Peace be with you
“Peace be with you!”
This is one of the most common greetings among Christians around the world. Many of us have had the privilege of being with the global Christian family, and we have been greeted by what is unequivocally the most well-known Christian greeting throughout generations.
“Pace,” they say in Italy.
“Mir Vam” is the greeting of the church in Russia.
“A Paz do Senhor” is how Christians in Brazil greet one another.
“Peace be with you” is the greeting of many churches in North America.
This is a beautiful way to greet each other because it identifies all of us as followers of the resurrected Christ. This is the first greeting the disciples received from Christ on the very first Easter Sunday, and the church has faithfully passed along this greeting from generation to generation as a witness and assurance that the Resurrected Christ is our source of true peace.
The Gospel of John tells us the story of the event that coined this familiar greeting (John 20:19-22). Jesus had just been resurrected. His disciples were together, doing what normal individuals do when facing fear and threats. They were isolated, gathered together in a support group, and under lock and key for fear of the Jews. The disciples had every reason to feel threatened and fearful. The same people who had killed their Lord and Master only days ago were now threatening to annihilate His followers.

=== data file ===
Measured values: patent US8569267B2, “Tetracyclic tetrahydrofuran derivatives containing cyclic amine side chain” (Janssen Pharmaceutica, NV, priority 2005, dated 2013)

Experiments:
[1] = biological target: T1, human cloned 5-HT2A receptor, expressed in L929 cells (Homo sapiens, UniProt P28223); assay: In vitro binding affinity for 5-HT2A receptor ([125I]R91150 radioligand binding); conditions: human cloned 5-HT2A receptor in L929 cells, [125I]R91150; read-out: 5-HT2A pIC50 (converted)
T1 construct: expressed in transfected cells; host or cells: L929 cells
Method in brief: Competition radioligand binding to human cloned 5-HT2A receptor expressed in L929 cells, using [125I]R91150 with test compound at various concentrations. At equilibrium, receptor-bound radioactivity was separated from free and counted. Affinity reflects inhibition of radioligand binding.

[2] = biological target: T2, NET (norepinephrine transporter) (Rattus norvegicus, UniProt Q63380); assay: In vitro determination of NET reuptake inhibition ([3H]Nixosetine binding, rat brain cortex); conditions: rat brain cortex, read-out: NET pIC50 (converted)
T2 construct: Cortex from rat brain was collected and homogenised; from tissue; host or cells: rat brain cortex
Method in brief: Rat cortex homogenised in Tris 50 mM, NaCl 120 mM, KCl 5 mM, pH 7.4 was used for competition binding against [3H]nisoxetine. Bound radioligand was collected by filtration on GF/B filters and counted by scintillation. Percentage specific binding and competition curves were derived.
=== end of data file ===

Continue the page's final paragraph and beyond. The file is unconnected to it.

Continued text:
However, the Lord interrupted the disciples’ false sense of security and replaced it with His permanent and reassuring sense of peace. The disciples thought that they were safe from the threat because they were in complete isolation, supporting each other by being together and under lock and key so no one could find them and hurt them. They felt safe and secure.
Yet, in the middle of what they felt was the most secure way to avoid any threat, the Lord suddenly appeared and shook them with a strangely soothing message: “Peace be with you!”
What kind of a greeting is this? To break into the place where they thought they were completely safe and somehow let them know that even the most secure human mechanism only gives a temporary, if not false, sense of security. What Jesus did was exactly what He had promised. He was going to replace any human device that would provide temporary assurance with a divine, permanent, and true peace—His everlasting peace.
This is the power of the resurrection. Jesus’ presence provided them with peace, joy, and the assurance of His Spirit.
What a great reminder this is for us in times like the present! Many of us are isolated, either by choice or by order of the local authorities. We have found ways to support each other so that we do not feel alone in this pandemic, and most of us have found mechanisms to “lock ourselves in” to stay safe and healthy. All of these things are absolutely necessary. All these things will help us keep the threat of the pandemic at bay.
However, there is something bigger than any human sense of safety and security, even amid a pandemic, and that is the Lord’s absolute peace. The Lord is willing and able to intersect our fragile human sense of security and replace it with “His peace that passes all understanding.” The power of His resurrection gives us joy for the journey. His Spirit gives us the power to look beyond any frightful situation.
As we journey together from Easter to Pentecost, we are still reminded of the power of the resurrection, and we are together in a period of expectation. Yes, we expect the end of this global pandemic with hope and assurance. Yet, we are expecting something even bigger and better. We are expecting His Holy Spirit to come and bless His Church.
Peace be with you!
Grace and peace to you all,
Board of General Superintendents
To view a video devotional of this message, click here.